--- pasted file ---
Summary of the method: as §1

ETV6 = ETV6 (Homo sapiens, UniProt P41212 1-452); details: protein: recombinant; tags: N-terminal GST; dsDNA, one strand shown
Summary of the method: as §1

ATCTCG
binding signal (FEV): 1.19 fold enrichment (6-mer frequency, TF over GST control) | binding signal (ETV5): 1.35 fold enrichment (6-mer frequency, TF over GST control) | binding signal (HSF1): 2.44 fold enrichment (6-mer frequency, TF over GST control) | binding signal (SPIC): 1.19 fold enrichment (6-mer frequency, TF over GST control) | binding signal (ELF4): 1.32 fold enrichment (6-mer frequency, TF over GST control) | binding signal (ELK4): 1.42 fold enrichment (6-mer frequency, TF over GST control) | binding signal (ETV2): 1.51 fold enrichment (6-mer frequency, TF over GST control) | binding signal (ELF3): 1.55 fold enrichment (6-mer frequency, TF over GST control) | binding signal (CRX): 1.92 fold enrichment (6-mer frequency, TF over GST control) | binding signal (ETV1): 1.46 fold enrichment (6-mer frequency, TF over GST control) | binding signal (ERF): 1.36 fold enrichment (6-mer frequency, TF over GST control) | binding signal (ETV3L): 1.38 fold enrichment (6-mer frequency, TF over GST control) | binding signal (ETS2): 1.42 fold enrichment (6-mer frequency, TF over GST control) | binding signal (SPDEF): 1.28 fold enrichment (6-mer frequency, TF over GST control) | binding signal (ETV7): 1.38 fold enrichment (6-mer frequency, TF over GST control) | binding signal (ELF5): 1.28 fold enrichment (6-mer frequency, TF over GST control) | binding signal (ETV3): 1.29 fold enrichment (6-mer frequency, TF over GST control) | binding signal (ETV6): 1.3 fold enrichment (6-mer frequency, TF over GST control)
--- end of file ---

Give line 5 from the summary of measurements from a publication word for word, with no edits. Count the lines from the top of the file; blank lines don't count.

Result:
binding signal (FEV): 1.19 fold enrichment (6-mer frequency, TF over GST control) | binding signal (ETV5): 1.35 fold enrichment (6-mer frequency, TF over GST control) | binding signal (HSF1): 2.44 fold enrichment (6-mer frequency, TF over GST control) | binding signal (SPIC): 1.19 fold enrichment (6-mer frequency, TF over GST control) | binding signal (ELF4): 1.32 fold enrichment (6-mer frequency, TF over GST control) | binding signal (ELK4): 1.42 fold enrichment (6-mer frequency, TF over GST control) | binding signal (ETV2): 1.51 fold enrichment (6-mer frequency, TF over GST control) | binding signal (ELF3): 1.55 fold enrichment (6-mer frequency, TF over GST control) | binding signal (CRX): 1.92 fold enrichment (6-mer frequency, TF over GST control) | binding signal (ETV1): 1.46 fold enrichment (6-mer frequency, TF over GST control) | binding signal (ERF): 1.36 fold enrichment (6-mer frequency, TF over GST control) | binding signal (ETV3L): 1.38 fold enrichment (6-mer frequency, TF over GST control) | binding signal (ETS2): 1.42 fold enrichment (6-mer frequency, TF over GST control) | binding signal (SPDEF): 1.28 fold enrichment (6-mer frequency, TF over GST control) | binding signal (ETV7): 1.38 fold enrichment (6-mer frequency, TF over GST control) | binding signal (ELF5): 1.28 fold enrichment (6-mer frequency, TF over GST control) | binding signal (ETV3): 1.29 fold enrichment (6-mer frequency, TF over GST control) | binding signal (ETV6): 1.3 fold enrichment (6-mer frequency, TF over GST control)